20
Nov 18

Five Generations of Bones

Cool little video on the Bonefish and Tarpon Trust homepage at the moment which tells the story of bonefish spawning patterns, uncovered by science.

We’ve long suspected some of this stuff, but now we know. Populations are connected. Most bonefish DON’T travel from Andros to the Florida Keys, but their little, tiny, adorable bonefish babies don’t stay put. They travel on the currents from Andros to Cuba, around Cuba and up to the Keys. So, that monster West Side bonefish will beget that monster Keys bonefish, just in a few generations.

That means Bahamas conservation and Cuban conservation are really Florida bonefish conservation. That’s pretty key to know.

Consider joining BTT this holiday season. They do great work.

Norman tagging a bonefish for BTT


26
Jun 18

Florida’s Red Tide Taking a Toll

Approximately 140-pound tarpon photographed by Capt. Tommy Locke outside Cayo Costa

Things are not going well in Southwest Florida… not well at all. Below is BTT’s press release about what they are seeing.

Red Tide is Causing Unprecedented Fish Kills in SW FL

Once again, Florida’s fisheries are suffering from the legacy of long-time mismanagement of Florida’s water resources. Southwest Florida is plagued by an unprecedented red tide that is causing kills of gamefish. Reports from those on the water estimate that tens of thousands of snook are dead – all of them adults in the peak of spawning season. Breeding-size redfish, as well as tarpon, which usually seem to avoid red tide, are also being reported dead. The ongoing red tide is a sign of the ‘new normal’ in Southwest Florida because too many nutrients are entering Florida’s estuaries and coasts due to water mismanagement. Here are the facts:

  • The organism that causes red tide, Karenia brevis, has been present in southwest Florida as far back as written records go – the Spanish wrote about it.
  • Karenia brevis does not benefit directly from the extra nutrients flowing down the Caloosahatchee from polluted Lake Okeechobee, or from the extra phosphorous entering Charlotte Harbor from phosphate mining. This is because other plankton organisms are better initial competitors for those new nutrients.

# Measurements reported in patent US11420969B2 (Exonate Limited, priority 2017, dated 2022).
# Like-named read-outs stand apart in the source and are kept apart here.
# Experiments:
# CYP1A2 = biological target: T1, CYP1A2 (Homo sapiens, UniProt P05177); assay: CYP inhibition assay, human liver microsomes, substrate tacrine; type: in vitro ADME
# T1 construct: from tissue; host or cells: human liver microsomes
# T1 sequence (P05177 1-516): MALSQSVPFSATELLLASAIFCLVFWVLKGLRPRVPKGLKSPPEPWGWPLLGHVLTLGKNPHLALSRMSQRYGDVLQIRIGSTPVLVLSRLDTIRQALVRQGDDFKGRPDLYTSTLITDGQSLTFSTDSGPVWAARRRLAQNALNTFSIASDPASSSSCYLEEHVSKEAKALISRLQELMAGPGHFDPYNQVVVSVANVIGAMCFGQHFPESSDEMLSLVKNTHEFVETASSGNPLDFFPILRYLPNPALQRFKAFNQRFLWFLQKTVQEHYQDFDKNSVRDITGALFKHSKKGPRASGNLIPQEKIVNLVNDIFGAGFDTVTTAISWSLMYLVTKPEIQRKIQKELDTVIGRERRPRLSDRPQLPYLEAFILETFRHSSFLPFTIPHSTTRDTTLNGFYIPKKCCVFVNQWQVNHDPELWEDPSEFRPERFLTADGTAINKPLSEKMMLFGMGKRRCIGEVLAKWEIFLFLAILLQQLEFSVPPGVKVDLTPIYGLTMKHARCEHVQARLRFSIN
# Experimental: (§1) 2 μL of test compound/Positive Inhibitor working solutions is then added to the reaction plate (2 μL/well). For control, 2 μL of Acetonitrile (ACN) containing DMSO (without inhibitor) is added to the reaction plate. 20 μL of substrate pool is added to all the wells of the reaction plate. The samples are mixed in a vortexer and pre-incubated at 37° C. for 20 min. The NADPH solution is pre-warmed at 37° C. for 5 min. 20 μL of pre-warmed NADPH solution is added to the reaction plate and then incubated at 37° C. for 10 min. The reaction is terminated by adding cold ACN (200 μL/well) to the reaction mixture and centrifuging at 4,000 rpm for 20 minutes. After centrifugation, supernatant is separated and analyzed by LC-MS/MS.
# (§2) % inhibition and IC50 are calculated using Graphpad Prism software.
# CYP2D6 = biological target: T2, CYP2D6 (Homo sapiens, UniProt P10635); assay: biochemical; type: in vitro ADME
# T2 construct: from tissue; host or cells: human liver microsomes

• Karenia brevis DOES benefit secondarily from the extra nutrients – once the nutrients have been used by those other plankton species, and then are cycled back into the ecosystem when those organisms die and decay, Karenia brevis goes to work. Consider this the Legacy Effect of water mismanagement.
  • The ongoing red tide is unprecedented in modern times in intensity and duration.
  • Although red tide has always been in the region, the frequency and intensity of red tide events have increased, and red tide events last longer. This is becoming a new pattern, which means events like the ongoing red tide will become more common.

The excess nutrients in Southwest Florida waters are from two sources. First, they are from the high-nutrient water from Lake Okeechobee that is discharged into the Caloosahatchee River as part of water mismanagement in South Florida (the same mismanagement that is killing the Everglades and St. Lucie River). Second, the phosphate mining industry in the Charlotte Harbor watershed produces runoff high in phosphorous, which feeds red tide and other plankton organisms.

Southwest Florida is home to Boca Grande Pass, part of Charlotte Harbor, the Tarpon Capitol of the World. Tarpon gather in Boca Grande Pass and Charlotte Harbor during May and June in association with spawning. It is likely that this red tide will negatively impact tarpon spawning.